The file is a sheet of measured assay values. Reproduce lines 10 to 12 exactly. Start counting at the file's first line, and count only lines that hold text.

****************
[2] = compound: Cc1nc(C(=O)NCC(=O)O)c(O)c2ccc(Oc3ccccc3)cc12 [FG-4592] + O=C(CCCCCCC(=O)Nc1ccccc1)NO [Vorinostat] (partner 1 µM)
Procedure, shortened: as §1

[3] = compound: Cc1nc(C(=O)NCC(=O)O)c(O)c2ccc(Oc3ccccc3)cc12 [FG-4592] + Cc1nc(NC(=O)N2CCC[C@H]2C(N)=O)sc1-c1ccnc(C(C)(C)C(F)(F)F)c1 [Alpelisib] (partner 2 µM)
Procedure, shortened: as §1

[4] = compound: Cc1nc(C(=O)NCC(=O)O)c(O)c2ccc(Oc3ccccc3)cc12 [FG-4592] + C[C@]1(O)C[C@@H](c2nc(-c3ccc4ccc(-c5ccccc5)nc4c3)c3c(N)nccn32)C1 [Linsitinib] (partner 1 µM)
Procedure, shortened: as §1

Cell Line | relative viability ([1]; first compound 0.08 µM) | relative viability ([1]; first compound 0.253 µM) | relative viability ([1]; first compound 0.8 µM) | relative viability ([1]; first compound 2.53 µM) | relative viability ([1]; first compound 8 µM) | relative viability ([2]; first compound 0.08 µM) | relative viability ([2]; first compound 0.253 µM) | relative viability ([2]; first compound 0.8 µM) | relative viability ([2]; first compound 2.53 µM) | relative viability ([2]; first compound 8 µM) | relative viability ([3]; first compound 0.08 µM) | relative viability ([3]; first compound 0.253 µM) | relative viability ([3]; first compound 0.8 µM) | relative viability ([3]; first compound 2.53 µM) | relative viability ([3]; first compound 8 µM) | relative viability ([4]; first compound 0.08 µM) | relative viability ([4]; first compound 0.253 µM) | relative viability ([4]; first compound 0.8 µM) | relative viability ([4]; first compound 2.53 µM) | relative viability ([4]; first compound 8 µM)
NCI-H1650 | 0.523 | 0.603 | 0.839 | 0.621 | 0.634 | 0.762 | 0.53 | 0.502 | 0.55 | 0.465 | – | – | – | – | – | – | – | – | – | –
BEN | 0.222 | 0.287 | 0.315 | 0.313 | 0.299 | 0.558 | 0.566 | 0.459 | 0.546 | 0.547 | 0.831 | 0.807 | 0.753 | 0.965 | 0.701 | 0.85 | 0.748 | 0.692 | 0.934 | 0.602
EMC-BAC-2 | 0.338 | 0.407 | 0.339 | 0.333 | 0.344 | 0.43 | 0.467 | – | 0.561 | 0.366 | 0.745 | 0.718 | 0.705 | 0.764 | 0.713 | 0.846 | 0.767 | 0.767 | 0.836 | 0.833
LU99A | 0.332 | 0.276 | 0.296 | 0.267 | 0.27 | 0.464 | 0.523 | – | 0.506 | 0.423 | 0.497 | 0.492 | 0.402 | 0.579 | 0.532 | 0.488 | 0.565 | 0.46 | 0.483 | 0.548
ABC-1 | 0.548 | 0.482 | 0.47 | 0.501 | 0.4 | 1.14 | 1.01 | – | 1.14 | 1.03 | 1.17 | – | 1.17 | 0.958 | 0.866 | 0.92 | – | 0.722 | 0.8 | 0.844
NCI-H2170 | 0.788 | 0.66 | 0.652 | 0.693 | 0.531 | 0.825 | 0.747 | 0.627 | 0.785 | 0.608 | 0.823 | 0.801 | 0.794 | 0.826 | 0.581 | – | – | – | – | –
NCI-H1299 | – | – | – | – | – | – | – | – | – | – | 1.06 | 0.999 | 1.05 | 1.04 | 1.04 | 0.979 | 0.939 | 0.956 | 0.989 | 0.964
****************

EMC-BAC-2 | 0.338 | 0.407 | 0.339 | 0.333 | 0.344 | 0.43 | 0.467 | – | 0.561 | 0.366 | 0.745 | 0.718 | 0.705 | 0.764 | 0.713 | 0.846 | 0.767 | 0.767 | 0.836 | 0.833
LU99A | 0.332 | 0.276 | 0.296 | 0.267 | 0.27 | 0.464 | 0.523 | – | 0.506 | 0.423 | 0.497 | 0.492 | 0.402 | 0.579 | 0.532 | 0.488 | 0.565 | 0.46 | 0.483 | 0.548
ABC-1 | 0.548 | 0.482 | 0.47 | 0.501 | 0.4 | 1.14 | 1.01 | – | 1.14 | 1.03 | 1.17 | – | 1.17 | 0.958 | 0.866 | 0.92 | – | 0.722 | 0.8 | 0.844